Note: Emission figures are presented in the nearest ten.

Compared with the base year of 2010, SO2, RSP and VOC emissions in 2013 had decreased by 4% to 12%. However, NOx emissions had increased by 4% which was due to the higher coal consumption for electricity generation and the increase in construction and aviation activities.

 

Update of Emission Inventory

Making reference to international developments and technological advancement, we have been updating the methodologies to compile emission inventory including the collection of most updated data with an aim to provide a better support to the management of air quality. Whenever the compilation methodology is updated, new activity data are collated, or errors in the estimates are identified, we will follow international practice to update the emission inventory and to revise the emission inventory for past years as far as practicable based on the updated methods and data to enable consistent and reliable emission trend analysis to be made. Updates of the emission inventories are listed in the Summary of Updates to the Emission Inventory. Major updates in recent years are highlighted below :

  • EPD commissioned a comprehensive study on the marine emission inventory in 2008, which was completed in 2012. The study collected extensive local vessel activity data and reviewed the latest emission compilation methodologies of advanced places such as the Port of Los Angeles of the USA. The study concluded that these latest emission compilation methodologies can provide more realistic estimates of marine emissions. Based on the study findings, we updated the previous emission inventory for marine vessels. The updated emissions from vessels were higher than the previous ones.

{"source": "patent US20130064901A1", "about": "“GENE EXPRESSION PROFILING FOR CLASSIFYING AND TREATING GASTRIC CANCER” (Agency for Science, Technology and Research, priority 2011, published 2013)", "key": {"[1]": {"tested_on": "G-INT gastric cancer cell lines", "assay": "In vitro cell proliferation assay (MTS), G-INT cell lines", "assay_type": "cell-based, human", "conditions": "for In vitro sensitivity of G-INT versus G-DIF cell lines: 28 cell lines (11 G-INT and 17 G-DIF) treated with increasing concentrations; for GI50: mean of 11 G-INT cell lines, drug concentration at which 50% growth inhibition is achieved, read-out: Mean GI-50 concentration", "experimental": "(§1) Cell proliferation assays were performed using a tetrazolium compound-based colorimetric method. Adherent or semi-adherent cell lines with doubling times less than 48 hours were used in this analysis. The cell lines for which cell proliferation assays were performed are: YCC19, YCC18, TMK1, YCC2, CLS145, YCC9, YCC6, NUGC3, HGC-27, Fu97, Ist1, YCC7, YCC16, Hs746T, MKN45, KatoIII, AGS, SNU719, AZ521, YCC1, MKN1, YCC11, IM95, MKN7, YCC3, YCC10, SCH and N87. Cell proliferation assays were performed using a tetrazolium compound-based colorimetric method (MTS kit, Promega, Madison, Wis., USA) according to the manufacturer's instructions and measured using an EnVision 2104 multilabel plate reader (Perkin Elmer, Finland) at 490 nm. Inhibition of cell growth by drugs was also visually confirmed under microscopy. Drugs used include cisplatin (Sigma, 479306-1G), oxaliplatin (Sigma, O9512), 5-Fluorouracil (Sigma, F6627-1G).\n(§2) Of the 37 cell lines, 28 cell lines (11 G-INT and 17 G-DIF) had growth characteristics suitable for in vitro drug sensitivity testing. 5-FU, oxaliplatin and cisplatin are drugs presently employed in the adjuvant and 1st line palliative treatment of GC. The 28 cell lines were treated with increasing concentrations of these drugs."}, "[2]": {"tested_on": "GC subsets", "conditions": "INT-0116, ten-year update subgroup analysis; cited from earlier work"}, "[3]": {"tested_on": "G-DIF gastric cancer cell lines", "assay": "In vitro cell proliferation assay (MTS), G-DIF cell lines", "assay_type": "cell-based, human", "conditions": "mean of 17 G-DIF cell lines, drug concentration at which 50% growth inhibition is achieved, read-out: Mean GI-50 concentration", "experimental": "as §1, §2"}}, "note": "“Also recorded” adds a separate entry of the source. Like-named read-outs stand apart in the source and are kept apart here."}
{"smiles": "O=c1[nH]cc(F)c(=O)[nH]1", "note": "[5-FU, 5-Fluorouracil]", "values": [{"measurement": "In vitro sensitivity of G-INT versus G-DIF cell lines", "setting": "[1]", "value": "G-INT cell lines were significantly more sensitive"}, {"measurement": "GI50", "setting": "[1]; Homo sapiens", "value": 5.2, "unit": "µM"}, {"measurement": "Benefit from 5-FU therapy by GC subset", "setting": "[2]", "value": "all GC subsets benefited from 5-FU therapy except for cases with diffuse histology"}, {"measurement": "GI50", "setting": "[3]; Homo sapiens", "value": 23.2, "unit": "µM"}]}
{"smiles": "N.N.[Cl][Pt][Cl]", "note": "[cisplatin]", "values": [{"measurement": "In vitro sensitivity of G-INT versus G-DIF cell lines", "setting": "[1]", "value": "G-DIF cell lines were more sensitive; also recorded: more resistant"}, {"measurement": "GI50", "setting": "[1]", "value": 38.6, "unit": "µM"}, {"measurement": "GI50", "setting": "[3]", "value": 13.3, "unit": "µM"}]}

• EPD have been conducting emission measurements for on-road vehicles by means of remote sensing equipment and advanced portable emission measurement systems (PEMS). The measurements have provided a more robust basis for us to estimate vehicle emissions. They have also found that vehicles with inadequate maintenance, e.g. LPG vehicles with worn-out catalytic converters, could emit considerably above their normal levels. We made use of the findings to update our vehicle emission estimation model and compile the vehicle emission inventory.